Coffee Berry Borer in Hawai‘i- what can we expect?

On September 8th, the Hawai‘i Deparment of Agriculture officially announced that the coffee berry borer (a.k.a. CBB, broca, Hypothenemus hampei) had finally made it to Hawai‘i.  While the pest has probably been in Hawai‘i for at least a year (if not several), this is the first year it has been sighted in large and significant numbers (one farm reports 100% infestation!).  Currently, it is only found in Kona, on Hawai‘i Island.

This post is a summary of what this means for the Hawai‘i coffee industry.  I encourage you to leave comments on this post adding your thoughts and questioning my logic.  If we can foresee the possible paths this may lead us upon, we may be better able to prepare for the journey we actually take.

The CBB is a troublesome critter.  Under the best of circumstances, it reduces yields.  By "best", I mean for those farmers that are deliberate about their farming practices and the quality of the final product, the end result will be a loss of yield.  The other extreme is composed of farmers that aren't as careful, caring, or meticulous.  These farmers will lose yields, but they are likely to suffer from lower quality, too.  This will happen because they may not take enough effort to remove the damaged seeds from the lot.   

In the short term (2-4 years), I think Kona will struggle.  I suspect Kona will see a minimal loss of yields this season and probably not suffer much in terms of organoleptic quality.  As of now, the CBB is present, but not universally so and, in general, not in large numbers.  In other words, Kona has it, but the population isn't so large this season as to be devastating.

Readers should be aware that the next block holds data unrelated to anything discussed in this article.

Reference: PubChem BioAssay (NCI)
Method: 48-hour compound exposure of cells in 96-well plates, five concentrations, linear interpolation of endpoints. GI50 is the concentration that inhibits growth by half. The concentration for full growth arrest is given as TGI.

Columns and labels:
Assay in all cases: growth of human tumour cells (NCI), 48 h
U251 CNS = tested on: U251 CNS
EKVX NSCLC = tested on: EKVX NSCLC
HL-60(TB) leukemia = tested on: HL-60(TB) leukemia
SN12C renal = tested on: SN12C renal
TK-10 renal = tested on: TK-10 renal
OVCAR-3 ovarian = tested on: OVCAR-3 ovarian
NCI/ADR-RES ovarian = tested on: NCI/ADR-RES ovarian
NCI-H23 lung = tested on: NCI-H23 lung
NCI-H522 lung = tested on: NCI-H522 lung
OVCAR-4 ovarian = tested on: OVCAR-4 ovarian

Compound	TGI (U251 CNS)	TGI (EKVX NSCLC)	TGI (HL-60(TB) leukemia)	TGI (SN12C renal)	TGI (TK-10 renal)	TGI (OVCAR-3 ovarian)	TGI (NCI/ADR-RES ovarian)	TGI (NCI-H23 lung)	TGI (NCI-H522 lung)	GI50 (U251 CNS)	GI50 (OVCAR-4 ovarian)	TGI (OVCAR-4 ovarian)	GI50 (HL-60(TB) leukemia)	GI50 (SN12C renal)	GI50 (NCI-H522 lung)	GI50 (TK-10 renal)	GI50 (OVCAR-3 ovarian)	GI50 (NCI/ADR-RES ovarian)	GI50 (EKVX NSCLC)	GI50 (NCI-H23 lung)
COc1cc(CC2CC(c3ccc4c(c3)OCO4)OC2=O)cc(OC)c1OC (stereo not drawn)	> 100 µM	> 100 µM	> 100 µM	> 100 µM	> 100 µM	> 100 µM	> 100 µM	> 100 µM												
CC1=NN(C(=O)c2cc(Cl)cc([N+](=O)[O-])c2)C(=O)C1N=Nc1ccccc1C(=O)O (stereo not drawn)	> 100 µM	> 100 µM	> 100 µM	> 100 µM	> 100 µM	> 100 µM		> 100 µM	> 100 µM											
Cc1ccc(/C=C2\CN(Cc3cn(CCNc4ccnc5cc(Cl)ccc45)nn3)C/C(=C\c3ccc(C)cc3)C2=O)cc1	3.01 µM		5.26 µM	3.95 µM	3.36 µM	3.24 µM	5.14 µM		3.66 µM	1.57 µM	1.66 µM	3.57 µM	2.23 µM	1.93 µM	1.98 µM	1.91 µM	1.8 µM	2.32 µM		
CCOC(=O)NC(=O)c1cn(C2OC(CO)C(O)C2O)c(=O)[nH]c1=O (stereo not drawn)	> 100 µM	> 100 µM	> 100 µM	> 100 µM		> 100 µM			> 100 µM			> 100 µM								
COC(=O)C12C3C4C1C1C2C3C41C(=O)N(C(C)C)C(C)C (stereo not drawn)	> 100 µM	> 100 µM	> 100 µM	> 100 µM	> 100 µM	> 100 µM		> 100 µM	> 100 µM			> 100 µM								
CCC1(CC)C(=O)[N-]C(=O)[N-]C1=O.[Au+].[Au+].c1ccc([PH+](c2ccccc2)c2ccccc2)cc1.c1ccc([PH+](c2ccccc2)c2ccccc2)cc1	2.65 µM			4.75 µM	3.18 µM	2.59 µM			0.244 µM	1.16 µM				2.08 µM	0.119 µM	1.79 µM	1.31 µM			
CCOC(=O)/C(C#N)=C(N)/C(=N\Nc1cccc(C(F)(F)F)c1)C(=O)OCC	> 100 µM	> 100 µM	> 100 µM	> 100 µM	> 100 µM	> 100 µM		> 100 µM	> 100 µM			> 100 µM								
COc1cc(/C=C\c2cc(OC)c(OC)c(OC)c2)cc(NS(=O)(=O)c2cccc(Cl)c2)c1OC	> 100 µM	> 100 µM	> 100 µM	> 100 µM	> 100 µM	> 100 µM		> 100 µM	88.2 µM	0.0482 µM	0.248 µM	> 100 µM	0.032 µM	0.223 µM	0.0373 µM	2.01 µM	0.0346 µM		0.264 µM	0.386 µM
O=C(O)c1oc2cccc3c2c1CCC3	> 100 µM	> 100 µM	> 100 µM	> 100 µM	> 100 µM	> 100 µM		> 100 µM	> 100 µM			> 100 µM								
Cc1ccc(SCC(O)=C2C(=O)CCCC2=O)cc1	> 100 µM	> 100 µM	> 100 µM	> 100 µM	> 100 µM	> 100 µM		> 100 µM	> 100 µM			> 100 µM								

Next season, one of two things will happen.  Pessimistically, Kona will be ravaged by the CBB, drastically reducing yields (at least 20-30%) and, on a decent percentage of farms (wild guess ~15%), quality of the green bean will be compromised.

This will happen if the government (USDA APHIS, USDA PBARC, HDOA, and the UH CTAHR) can't move fast enough to assist the farmers in all the ways they'll need it: education and resources, mostly.  This is not to say the government will be incompetent in any way.  Rather, government resources are stretched pretty thin right now and some of the resources farmers may need may not yet be available legally (e.g., Beauveria bassiana, a fungus shown to offer some control of the CBB).  The public sector is working hard right now to combat this pest; I know they are doing their very best to help the farmers (for the most current information, visit the HDOA’s CBB information page).  In fact, a task force has been created, composed of these government agencies, farmer associations, and processors, to coordinate the response to this terrible problem.  

Of course, even if a swift response is possible and we can remain two steps ahead of the CBB, nobody can force farmers to do anything.  So, even given infinite knowledge and resources, some farmers may not do what is necessary to control the CBB on their property.  If enough farmers aren't proactive, the region as a whole may suffer.